While growing up in a post-World War II English village, Vivienne Worthington believed she lived in the most wonderful place on Earth—on a street named for the family of the queen. She spent her days taking her dolly on a walk in her pram, marveling at the wonders of the newest invention, the icebox, and adoring her grandparents who were her primary caregivers. But when she was just six years old, Vivienne's idyllic life was uprooted when she was summoned to America to live with her parents: Robert Grilliot, an American airman, was being transferred from Patrick Air Force Base in Florida to Ball State Teacher's College in Muncie Indiana to teach ROTC, and her mother decided it was time that Vivienne join them.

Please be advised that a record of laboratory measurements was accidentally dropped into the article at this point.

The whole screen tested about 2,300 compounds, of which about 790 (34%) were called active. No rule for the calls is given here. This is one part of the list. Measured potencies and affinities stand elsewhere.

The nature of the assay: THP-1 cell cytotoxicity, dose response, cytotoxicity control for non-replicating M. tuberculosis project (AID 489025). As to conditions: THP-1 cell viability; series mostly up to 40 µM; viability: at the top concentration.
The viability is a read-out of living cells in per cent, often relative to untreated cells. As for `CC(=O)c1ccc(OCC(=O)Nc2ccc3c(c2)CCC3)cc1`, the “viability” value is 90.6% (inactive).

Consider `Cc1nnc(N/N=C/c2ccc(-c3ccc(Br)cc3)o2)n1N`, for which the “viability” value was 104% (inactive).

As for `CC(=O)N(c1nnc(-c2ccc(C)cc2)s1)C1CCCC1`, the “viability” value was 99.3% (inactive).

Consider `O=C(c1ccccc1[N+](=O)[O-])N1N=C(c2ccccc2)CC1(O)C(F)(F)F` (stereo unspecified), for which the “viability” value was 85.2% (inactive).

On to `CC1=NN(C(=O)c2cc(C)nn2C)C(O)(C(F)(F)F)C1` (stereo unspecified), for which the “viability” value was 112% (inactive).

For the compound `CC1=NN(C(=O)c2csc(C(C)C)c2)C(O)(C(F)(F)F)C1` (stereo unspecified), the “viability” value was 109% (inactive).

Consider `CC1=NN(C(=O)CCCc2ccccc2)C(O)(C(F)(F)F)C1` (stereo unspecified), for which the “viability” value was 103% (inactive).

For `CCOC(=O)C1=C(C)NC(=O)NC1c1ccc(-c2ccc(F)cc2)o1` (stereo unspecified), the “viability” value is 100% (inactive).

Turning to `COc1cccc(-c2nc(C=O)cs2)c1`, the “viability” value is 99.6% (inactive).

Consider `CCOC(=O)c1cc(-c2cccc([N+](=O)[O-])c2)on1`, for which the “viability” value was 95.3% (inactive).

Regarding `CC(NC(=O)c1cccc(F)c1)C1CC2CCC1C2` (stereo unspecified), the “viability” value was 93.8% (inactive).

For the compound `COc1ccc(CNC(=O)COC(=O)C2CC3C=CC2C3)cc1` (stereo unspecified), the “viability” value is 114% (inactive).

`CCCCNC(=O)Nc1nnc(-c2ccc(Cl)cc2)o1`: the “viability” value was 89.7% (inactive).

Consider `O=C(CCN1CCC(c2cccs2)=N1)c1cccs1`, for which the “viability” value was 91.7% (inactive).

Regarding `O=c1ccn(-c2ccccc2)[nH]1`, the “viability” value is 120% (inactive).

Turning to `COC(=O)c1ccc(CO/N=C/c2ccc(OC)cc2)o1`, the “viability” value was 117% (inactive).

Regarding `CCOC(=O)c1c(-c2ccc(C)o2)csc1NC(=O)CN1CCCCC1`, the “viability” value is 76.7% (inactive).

In a fascinating retelling of her life, Vivienne shares insight into her personal experiences as she transformed into a child of the world who resided in England, France, and America during the fifties and sixties. While detailing the traumatic death of her younger brother (Eisenhower's biggest fan), the tumultuous years encompassing both desegregation in Mississippi and the Cuban Missile Crisis, and other significant moments in her journey, Vivienne celebrates military children and families while providing a rare glimpse into a world populated by the men, women, and children who live to serve.
The Girl From Number 7, Windsor Avenue is the humorous and poignant account of an English-American girl growing up as an air force brat in a post-World War II world.